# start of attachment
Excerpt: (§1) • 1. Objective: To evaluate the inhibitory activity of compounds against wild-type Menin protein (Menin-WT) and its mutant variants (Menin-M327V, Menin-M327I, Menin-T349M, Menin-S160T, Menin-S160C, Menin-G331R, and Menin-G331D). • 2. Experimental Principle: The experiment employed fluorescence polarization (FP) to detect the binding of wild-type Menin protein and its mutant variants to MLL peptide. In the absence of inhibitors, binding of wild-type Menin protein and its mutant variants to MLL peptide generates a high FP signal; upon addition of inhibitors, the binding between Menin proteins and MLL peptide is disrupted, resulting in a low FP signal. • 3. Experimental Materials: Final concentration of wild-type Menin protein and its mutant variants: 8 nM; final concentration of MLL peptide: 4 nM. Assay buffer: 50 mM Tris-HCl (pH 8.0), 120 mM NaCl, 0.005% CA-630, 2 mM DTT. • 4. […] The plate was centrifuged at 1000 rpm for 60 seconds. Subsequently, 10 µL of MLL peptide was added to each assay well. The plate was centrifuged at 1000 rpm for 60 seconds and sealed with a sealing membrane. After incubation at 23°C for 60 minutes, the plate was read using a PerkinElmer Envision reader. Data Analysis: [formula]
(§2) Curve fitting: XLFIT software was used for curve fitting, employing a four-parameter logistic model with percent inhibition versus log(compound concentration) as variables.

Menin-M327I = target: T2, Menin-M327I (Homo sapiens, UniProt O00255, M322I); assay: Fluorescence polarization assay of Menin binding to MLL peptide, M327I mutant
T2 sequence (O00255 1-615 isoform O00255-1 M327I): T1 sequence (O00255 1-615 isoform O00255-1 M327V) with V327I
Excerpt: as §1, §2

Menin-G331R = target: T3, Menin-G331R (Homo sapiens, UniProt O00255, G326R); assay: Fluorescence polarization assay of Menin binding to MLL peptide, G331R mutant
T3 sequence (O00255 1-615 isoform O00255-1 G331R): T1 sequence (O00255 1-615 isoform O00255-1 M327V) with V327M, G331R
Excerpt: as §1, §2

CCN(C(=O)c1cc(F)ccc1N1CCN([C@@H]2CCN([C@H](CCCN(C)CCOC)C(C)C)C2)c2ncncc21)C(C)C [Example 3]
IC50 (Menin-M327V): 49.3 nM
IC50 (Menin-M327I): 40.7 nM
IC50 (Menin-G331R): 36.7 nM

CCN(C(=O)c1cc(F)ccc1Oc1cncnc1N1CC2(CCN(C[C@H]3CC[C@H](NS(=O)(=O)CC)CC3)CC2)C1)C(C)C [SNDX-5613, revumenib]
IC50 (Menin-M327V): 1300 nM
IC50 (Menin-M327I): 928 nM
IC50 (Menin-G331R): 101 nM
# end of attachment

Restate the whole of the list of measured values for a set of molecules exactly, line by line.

Excerpt: (§1) • 1. Objective: To evaluate the inhibitory activity of compounds against wild-type Menin protein (Menin-WT) and its mutant variants (Menin-M327V, Menin-M327I, Menin-T349M, Menin-S160T, Menin-S160C, Menin-G331R, and Menin-G331D). • 2. Experimental Principle: The experiment employed fluorescence polarization (FP) to detect the binding of wild-type Menin protein and its mutant variants to MLL peptide. In the absence of inhibitors, binding of wild-type Menin protein and its mutant variants to MLL peptide generates a high FP signal; upon addition of inhibitors, the binding between Menin proteins and MLL peptide is disrupted, resulting in a low FP signal. • 3. Experimental Materials: Final concentration of wild-type Menin protein and its mutant variants: 8 nM; final concentration of MLL peptide: 4 nM. Assay buffer: 50 mM Tris-HCl (pH 8.0), 120 mM NaCl, 0.005% CA-630, 2 mM DTT. • 4. […] The plate was centrifuged at 1000 rpm for 60 seconds. Subsequently, 10 µL of MLL peptide was added to each assay well. The plate was centrifuged at 1000 rpm for 60 seconds and sealed with a sealing membrane. After incubation at 23°C for 60 minutes, the plate was read using a PerkinElmer Envision reader. Data Analysis: [formula]
(§2) Curve fitting: XLFIT software was used for curve fitting, employing a four-parameter logistic model with percent inhibition versus log(compound concentration) as variables.

Menin-M327I = target: T2, Menin-M327I (Homo sapiens, UniProt O00255, M322I); assay: Fluorescence polarization assay of Menin binding to MLL peptide, M327I mutant
T2 sequence (O00255 1-615 isoform O00255-1 M327I): T1 sequence (O00255 1-615 isoform O00255-1 M327V) with V327I
Excerpt: as §1, §2

Menin-G331R = target: T3, Menin-G331R (Homo sapiens, UniProt O00255, G326R); assay: Fluorescence polarization assay of Menin binding to MLL peptide, G331R mutant
T3 sequence (O00255 1-615 isoform O00255-1 G331R): T1 sequence (O00255 1-615 isoform O00255-1 M327V) with V327M, G331R
Excerpt: as §1, §2

CCN(C(=O)c1cc(F)ccc1N1CCN([C@@H]2CCN([C@H](CCCN(C)CCOC)C(C)C)C2)c2ncncc21)C(C)C [Example 3]
IC50 (Menin-M327V): 49.3 nM
IC50 (Menin-M327I): 40.7 nM
IC50 (Menin-G331R): 36.7 nM

CCN(C(=O)c1cc(F)ccc1Oc1cncnc1N1CC2(CCN(C[C@H]3CC[C@H](NS(=O)(=O)CC)CC3)CC2)C1)C(C)C [SNDX-5613, revumenib]
IC50 (Menin-M327V): 1300 nM
IC50 (Menin-M327I): 928 nM
IC50 (Menin-G331R): 101 nM